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Holiday travel to Mexico up

Drug violence in the country isn't deterring tourists.

MEXICO CITY - Mexico is experiencing its bloodiest year of drug violence, but that's not stopping domestic and international vacationers alike from flocking to Cancun.

The resort city on Mexico's Caribbean coast, the Riviera Maya coastline below it, and the Pacific coast resort of Puerto Vallarta will be named top destinations this year by the Orbitz travel website, based on flights and hotel bookings, said spokeswoman Marita Hudson Thomas.

On the Pacific coast, Acapulco Mayor Jose Luis Avila Sanchez is predicting a huge turnout of Mexican travelers, with hotels expected to be nearly full for Christmas and New Year's Day.

Holiday travel to Mexico is up from a year ago, tourism officials in Mexico and the United States say, as vacationers cash in on low-cost tropical holidays.

Tourism revenue is up 7.1 percent in the first 10 months of 2010, compared with the same months of 2009, with visitors spending $9.8 billion, according to the Mexican Tourism Ministry.

Safety is a problem "only in some parts of Mexico," and it "has not affected the major tourist areas of the country," said Miguel Torruco Marques, president of the National Tourism Confederation, which represents the tourism industry.

The confederation projects that about 22.4 million foreigners will have vacationed in Mexico in 2010, up 4.7 percent from last year. Adding in domestic travelers, it expects 16.1 million tourists throughout the country for December alone.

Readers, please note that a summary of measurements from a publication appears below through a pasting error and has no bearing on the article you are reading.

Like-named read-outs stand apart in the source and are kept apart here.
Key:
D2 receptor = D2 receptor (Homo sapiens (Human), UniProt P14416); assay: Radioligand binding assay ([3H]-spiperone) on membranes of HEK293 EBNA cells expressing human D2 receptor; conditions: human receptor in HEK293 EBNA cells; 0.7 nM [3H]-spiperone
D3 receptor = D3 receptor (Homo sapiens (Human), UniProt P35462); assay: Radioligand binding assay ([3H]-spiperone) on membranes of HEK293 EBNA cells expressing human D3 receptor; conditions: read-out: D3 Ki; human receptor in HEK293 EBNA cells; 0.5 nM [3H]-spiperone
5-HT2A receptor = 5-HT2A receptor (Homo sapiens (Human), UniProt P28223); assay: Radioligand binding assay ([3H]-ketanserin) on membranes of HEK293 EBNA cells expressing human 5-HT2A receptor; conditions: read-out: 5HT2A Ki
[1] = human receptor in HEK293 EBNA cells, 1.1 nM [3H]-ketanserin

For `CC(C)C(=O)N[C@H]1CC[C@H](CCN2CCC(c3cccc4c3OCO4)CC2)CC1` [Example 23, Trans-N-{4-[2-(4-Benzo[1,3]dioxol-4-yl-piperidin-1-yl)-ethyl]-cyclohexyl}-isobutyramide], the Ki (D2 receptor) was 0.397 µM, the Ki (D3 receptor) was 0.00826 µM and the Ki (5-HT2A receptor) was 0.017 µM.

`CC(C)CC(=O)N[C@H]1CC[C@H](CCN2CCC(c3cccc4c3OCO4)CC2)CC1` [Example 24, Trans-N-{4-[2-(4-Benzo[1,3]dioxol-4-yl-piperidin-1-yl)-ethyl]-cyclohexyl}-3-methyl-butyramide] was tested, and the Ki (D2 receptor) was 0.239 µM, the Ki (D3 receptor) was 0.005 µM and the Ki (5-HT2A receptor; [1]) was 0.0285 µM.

Air travel to Mexico is up 6 percent this year over 2009, according to American Express Travel data, said travel specialist Linda D'Arcy: As she put it, it is "all about the value."

A trip for two from Denver to Cancun now costs as little as $823 per person for airfare and five nights at a hotel, according to the Orbitz site. A trip from the United States to the Caribbean could cost twice as much, said Chris Russo, president of the American Society of Travel Agents.

"We've had to do a lot of explaining that the Riviera Maya is a long way from the border. It's just taken more education," he said. "We have a big map, and we show them."

The Texas Department of Safety warned residents last week not to travel to Mexico for the holidays because of drug-cartel violence in northern border cities, as well as in popular tourist towns such as Acapulco.

The Mexican Tourism Ministry retorted by urging "anyone considering a vacation to Mexico to speak with any of the millions of Americans, Canadians, and other foreign nationals who chose to vacation at our resorts this year."

The government says most of the violence takes place among the drug cartels themselves. More than 30,000 people have died in drug-related violence since President Felipe Calderon began a military-led offense to quash the cartels in 2006.

The level of violence also varies wildly across the country. The homicide rate in the border state of Chihuahua last year was a horrifying 74 per 100,000. Levels in some other states such as Yucatan, Queretaro, or Baja California Sur - where the Los Cabos resorts are located - were 5 per 100,000 or less, which is low to average even by U.S. standards.

In the western state of Michoacan, Calderon's home state, suspected henchmen from the La Familia cartel battled police in shoot-outs for days this month near the state's capital, Morelia, killing three civilians, including a baby and a teenage girl.

Morelia is on the quaint-colonial-city tourist circuit, but it is not a draw on the scale of Puerto Vallarta, Huatulco, or Cancun.

Cancun's hotel occupancy rate was about 77 percent for the first days of December, compared with 51 percent during the same time last year, said Rodrigo de la Pena Segura, president of the city's hotel association. He said the hotels expected occupancy rates as high as 85 percent for Christmas and New Year's.